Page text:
Nicolas Chartier, one of the four nominated producers of “The Hurt Locker,” will have to stay away from the Kodak Theater for Sunday’s Oscar ceremony.

The Academy of Motion Picture Arts and Sciences announced Tuesday that, as a penalty for violating campaign rules, Chartier would be barred from the 82nd Academy Awards gala. Chartier violated Academy rules against campaigning directly to voters and disparaging the competition.

But AMPAS stopped short of stripping Chartier of his candidacy as a nominee for its top award and said that, should “Locker” win, Chartier will receive the Oscar statuette — just not at the Kodak.

The ruling came down late Monday from the executive committee of the Academy’s producers branch, which found at a special session that the “ethical lapse” merited the revocation of Chartier’s invitation.

Chartier began apologizing last week for having violated the campaign rules. The offending email, sent out Feb. 19, had urged Acad members to vote for “Locker” as he disparaged “Avatar.”

“If everyone tells one or two of their friends, we will win and not a $500 million film,” he wrote without naming the Fox pic. “We need independent movies to win like the movies you and I do, so if you believe ‘The Hurt Locker’ is the best movie of 2010, help us!”

“The Hurt Locker,” released by Summit, cost less than $20 million to produce. The other producers are director Kathryn Bigelow, screenwriter Mark Boal and Greg Shapiro.

Chartier’s apology said that his email was “out of line and not in the spirit of the celebration of cinema.”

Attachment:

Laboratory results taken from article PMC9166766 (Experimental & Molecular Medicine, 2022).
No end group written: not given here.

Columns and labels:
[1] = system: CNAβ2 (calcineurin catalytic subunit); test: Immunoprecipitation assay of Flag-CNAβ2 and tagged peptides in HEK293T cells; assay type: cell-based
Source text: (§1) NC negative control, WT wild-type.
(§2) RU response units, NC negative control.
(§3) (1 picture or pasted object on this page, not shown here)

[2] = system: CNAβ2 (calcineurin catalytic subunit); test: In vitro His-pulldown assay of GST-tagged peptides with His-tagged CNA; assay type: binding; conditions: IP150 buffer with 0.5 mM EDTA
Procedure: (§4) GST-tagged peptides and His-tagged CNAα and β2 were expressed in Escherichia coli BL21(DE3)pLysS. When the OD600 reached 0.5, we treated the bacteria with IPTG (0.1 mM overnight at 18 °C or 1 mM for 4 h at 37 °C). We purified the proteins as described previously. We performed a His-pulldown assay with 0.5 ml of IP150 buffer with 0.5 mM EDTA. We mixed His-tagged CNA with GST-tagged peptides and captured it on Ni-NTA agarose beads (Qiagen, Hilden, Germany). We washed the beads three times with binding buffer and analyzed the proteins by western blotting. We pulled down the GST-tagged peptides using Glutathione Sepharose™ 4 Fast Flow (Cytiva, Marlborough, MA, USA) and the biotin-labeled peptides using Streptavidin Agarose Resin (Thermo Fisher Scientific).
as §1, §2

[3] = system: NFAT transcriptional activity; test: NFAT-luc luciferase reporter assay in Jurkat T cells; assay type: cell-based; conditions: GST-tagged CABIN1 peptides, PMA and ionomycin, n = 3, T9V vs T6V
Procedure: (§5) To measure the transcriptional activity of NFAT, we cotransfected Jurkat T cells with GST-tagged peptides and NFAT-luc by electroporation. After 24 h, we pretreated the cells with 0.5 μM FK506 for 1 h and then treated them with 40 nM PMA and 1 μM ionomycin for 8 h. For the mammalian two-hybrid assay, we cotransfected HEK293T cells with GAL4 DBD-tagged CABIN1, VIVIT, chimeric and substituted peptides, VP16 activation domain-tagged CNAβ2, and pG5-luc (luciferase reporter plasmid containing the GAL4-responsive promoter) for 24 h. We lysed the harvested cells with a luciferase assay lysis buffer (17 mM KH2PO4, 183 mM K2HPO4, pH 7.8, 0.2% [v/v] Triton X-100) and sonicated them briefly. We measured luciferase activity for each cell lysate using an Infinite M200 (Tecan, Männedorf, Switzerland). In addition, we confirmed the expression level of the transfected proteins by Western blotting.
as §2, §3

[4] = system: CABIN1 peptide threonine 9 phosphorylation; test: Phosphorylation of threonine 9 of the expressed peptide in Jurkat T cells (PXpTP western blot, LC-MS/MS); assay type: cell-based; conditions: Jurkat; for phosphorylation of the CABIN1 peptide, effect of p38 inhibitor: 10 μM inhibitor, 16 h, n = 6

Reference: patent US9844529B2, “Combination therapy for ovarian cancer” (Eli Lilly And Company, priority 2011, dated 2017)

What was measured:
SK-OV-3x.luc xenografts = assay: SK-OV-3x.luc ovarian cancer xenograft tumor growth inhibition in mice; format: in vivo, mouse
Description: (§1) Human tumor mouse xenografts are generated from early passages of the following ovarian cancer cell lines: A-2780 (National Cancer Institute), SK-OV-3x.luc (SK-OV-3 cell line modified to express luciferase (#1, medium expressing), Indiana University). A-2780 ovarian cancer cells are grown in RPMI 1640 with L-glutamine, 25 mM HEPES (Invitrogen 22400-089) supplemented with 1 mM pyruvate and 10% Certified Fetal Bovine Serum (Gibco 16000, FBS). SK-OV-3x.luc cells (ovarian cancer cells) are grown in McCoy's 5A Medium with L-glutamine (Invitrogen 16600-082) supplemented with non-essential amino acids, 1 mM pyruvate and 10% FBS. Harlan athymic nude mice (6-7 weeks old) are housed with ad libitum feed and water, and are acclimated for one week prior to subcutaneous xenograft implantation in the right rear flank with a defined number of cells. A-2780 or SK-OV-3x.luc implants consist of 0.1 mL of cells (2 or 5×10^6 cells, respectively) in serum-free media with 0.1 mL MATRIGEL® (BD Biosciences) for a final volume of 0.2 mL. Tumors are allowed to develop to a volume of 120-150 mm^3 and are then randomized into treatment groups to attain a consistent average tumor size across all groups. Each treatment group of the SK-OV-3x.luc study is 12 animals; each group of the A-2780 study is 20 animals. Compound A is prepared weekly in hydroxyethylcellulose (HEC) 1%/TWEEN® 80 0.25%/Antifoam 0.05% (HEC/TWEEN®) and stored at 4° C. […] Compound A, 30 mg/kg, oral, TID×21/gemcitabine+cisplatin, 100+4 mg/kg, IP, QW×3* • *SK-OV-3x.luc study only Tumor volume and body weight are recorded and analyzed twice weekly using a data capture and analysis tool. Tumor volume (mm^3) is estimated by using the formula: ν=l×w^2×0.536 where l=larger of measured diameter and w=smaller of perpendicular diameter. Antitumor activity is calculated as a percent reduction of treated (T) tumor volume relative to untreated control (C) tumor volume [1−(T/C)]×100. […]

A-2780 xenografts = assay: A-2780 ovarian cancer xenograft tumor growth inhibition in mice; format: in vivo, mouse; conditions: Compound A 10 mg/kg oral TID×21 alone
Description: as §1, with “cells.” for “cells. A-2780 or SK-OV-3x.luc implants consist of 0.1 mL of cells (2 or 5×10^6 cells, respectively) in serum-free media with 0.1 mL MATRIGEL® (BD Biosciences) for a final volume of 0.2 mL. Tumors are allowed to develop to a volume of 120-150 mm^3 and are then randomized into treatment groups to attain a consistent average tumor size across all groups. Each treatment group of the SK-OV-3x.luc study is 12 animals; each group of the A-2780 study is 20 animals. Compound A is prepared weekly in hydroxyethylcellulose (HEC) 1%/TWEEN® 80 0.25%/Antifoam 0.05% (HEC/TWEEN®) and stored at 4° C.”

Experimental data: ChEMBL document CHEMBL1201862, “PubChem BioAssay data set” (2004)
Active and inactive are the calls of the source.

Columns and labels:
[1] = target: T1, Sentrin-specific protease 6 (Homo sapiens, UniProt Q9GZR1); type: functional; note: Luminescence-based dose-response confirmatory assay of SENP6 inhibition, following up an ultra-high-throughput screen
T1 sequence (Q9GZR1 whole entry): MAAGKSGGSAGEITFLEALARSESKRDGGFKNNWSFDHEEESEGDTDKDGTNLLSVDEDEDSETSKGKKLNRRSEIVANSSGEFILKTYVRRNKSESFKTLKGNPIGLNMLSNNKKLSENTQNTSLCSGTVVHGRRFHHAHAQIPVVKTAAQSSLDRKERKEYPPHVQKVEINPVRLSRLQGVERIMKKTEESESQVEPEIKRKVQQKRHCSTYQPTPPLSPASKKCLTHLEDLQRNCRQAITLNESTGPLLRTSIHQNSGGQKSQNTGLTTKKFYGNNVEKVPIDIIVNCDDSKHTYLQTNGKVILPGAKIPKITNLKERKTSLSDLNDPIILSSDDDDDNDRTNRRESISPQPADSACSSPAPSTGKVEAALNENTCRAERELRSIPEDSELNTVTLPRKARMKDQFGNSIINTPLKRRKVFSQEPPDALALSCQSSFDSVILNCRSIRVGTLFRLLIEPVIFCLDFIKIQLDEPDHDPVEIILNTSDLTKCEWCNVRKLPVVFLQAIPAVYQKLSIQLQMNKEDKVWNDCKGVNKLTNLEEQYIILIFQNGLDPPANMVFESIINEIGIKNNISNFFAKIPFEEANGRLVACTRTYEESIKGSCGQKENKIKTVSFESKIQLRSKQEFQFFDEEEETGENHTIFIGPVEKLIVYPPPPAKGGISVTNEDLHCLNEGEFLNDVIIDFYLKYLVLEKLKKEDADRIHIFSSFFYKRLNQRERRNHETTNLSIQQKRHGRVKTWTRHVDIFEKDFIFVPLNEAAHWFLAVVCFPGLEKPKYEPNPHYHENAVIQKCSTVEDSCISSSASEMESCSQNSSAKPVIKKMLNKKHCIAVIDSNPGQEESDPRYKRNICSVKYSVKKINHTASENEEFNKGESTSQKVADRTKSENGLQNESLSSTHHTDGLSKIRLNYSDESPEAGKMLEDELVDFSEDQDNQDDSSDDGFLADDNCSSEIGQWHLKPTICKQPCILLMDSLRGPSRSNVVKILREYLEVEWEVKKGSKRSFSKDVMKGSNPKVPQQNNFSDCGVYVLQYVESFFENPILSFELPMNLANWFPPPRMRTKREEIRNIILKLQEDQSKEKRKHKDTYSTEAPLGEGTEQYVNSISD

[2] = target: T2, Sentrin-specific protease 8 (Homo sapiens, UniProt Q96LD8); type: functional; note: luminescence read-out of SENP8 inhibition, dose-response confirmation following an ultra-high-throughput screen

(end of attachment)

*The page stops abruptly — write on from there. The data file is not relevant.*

He also said, “I was even more wrong, both personally and professionally, to ask for your help in encouraging others to vote for the film and to comment on another movie.”

The Acad has strict campaign guidelines. A direct mailing to Oscar voters “may not extol the merits of a film, an achievement or an individual,” and all forms of communication “casting a negative or derogatory light on a competing film or achievement are not permitted.”

In a separate development, Master Sgt. Jeffrey S. Sarver announced Tuesday that he plans to sue the filmmakers of “The Hurt Locker,” alleging that he’s been cheated out of financial participation in the pic. Sarver alleges that he is the main character, portrayed by Jeremy Renner.

Summit responded by issuing a statement that the film is a “fictional account.”

“We have no doubt that Master Sgt. Sarver served his country with honor and commitment risking his life for a greater good, but we distributed the film based on a fictional screenplay written by Mark Boal,” the company said. “We hope for a quick resolution to the claims made by Master Sgt. Sarver.”